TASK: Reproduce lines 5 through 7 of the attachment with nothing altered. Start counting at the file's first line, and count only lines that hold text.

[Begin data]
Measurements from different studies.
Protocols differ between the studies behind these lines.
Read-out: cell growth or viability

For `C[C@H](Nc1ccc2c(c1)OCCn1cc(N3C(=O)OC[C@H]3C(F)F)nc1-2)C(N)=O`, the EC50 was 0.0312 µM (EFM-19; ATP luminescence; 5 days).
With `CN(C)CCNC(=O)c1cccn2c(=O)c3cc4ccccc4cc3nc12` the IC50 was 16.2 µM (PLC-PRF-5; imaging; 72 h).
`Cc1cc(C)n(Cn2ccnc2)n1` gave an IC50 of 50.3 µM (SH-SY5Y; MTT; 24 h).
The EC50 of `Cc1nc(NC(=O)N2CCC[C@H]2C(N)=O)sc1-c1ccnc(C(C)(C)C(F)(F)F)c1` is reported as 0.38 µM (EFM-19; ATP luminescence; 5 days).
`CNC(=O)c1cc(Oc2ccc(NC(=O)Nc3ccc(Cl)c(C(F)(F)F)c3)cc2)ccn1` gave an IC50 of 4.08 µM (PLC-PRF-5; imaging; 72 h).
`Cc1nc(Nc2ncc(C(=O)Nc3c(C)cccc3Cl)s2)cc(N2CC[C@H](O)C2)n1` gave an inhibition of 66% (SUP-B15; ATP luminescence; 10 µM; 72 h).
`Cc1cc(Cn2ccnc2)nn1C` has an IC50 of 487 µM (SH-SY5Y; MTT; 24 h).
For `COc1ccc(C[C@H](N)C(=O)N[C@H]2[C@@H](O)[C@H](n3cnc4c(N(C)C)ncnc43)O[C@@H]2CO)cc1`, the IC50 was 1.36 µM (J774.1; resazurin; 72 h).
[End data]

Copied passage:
With `CN(C)CCNC(=O)c1cccn2c(=O)c3cc4ccccc4cc3nc12` the IC50 was 16.2 µM (PLC-PRF-5; imaging; 72 h).
`Cc1cc(C)n(Cn2ccnc2)n1` gave an IC50 of 50.3 µM (SH-SY5Y; MTT; 24 h).
The EC50 of `Cc1nc(NC(=O)N2CCC[C@H]2C(N)=O)sc1-c1ccnc(C(C)(C)C(F)(F)F)c1` is reported as 0.38 µM (EFM-19; ATP luminescence; 5 days).